That is an inappropriate social response. I know you are only doing it for attention, but you shouldn't be doing that either.

Dead Baby Comedy isn't attention seeking, accusing me of attention seeking for something that I rarely do except when most appropriate (or innappropriate as the case may be to qualify for DBC) is just, lol/www~ no.
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AchillesHeel
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Blayne... a troubled young man just killed a little kid. Your response to this turns my stomach worse than the news coverage and empty propaganda banner waiving.
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Samprimary
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Yeah, I'll be out thataway while this thread goes through the motions.
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Geoffrey Card
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Orincoro, I think you're completely misunderstanding me, and I can't tell whether or not it's deliberate. Of course the "surveyor's symbol" story is stupid. Of course the crosshairs are meant to represent gun sights. My point wasn't that the crosshairs were un-gun-related. Only that there are ways to use a crosshair that don't mean "please kill this person".

I chose the example I did because it was right in front of my face at the time, and I thought my audience would understand the point I was making without my example having to be completely dead on the money.

But let me state my position more precisely. It is perfectly common to use violent language and imagery to describe non-violent acts. Think of terms like "character assassination" or "I've got you in my sights" — both references to people being murdered, but also both clearly recognizable as non-violent statements in nearly every reasonable context.

Those crosshairs are clearly gun sights, and they're being pointed at political opponents. But the implication is also clearly the equivalent of the two statements above. "We have these people targeted; they're in our sights; they're going down — POLITICALLY." An aggressive stance, to be sure. But clearly, clearly only metaphorical, with a long list of precedents establishing it as such. The fact that the gun sight image was used doesn't magically turn this into a serious, legitimate, criminal threat.

Sarah Palin presents herself as a hunter and a gun enthusiast because that image makes her constituents think proudly of liberty and self-determination, and makes her look like "one of us" to the rural conservatives she appeals to. Using gun-related imagery everywhere in her campaign materials is clearly about that, and not about trying to present a threat of physical harm to her opponents.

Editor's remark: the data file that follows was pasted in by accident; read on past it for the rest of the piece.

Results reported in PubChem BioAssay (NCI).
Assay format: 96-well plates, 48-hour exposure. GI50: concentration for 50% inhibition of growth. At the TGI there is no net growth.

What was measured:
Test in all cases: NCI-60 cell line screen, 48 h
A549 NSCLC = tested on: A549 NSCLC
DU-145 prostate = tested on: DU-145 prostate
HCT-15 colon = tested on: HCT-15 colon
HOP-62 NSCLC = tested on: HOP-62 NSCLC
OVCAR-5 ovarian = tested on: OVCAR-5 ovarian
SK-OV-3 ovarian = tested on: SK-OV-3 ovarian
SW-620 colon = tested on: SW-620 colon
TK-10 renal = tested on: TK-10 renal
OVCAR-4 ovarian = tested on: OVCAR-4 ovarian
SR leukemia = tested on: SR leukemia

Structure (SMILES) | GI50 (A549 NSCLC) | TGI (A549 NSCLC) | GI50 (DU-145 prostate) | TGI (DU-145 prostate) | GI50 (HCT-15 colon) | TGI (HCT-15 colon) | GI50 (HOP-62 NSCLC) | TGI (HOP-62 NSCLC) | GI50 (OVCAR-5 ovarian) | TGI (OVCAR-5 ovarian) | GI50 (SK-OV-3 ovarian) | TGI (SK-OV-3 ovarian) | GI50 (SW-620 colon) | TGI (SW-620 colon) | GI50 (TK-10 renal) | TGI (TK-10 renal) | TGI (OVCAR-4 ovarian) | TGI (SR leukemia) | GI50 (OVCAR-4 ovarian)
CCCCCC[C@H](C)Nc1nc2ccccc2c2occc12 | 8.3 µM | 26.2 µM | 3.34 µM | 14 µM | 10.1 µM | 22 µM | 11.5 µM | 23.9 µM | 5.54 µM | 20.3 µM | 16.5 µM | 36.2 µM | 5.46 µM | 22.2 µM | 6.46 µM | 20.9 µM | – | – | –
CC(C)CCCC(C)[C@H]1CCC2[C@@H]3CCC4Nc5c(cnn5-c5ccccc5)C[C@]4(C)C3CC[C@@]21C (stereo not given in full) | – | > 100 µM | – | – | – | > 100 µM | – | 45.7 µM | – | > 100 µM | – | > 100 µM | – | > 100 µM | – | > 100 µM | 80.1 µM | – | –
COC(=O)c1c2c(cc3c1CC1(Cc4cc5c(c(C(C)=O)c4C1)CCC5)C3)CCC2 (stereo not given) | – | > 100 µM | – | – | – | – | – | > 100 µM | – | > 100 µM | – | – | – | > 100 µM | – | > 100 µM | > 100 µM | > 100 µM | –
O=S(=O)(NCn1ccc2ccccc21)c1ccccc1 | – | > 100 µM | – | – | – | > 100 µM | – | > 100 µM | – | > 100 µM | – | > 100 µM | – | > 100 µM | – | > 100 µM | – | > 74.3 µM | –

If she says/said something that actually advocates violent action, right now, against her opponents, then of course, that's horrifying. But the use of a crosshair, especially in the context of her entire image-building effort, doesn't rise anywhere near that level.

I'm perfectly willing to criticize Sarah Palin for a lot of things, including the very charges you are leveling, if something can be shown to me that warrants them. But right now, I'm unimpressed, and I'm really unimpressed by the attempt to redirect this into a personal argument against me, rather than a discussion of the issue.

[ January 10, 2011, 03:59 AM: Message edited by: Geoffrey Card ]

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Sterling
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Whether Giffords' shooting was motivated by inflammatory conservative rhetoric or not, the shooting at a Unitarian Church in 2008 unquestionably was.

And I wish it would stop.

We're not supposed to say that it's sickening to call other Americans "enemies" and "traitors" for fear of being accused of playing politics? We're supposed to feel guilty for daring to say things have gone too far?

No. Sometimes, the "winning at any cost" mentality costs too damn much. And it has to stop.

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Geoffrey Card
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I agree that the rhetoric we've been discussing is stupid and shameful, and I'm as insulted and offended by it as anyone. I'm only taking this stance because I've spent all day arguing with people in various places about whether Palin, et al, should be brought up on charges, and I get upset when people start playing fast and loose with the Constitution and seizing on tragedies when it benefits their side. That kind of behavior doesn't solve the problem. It IS the problem.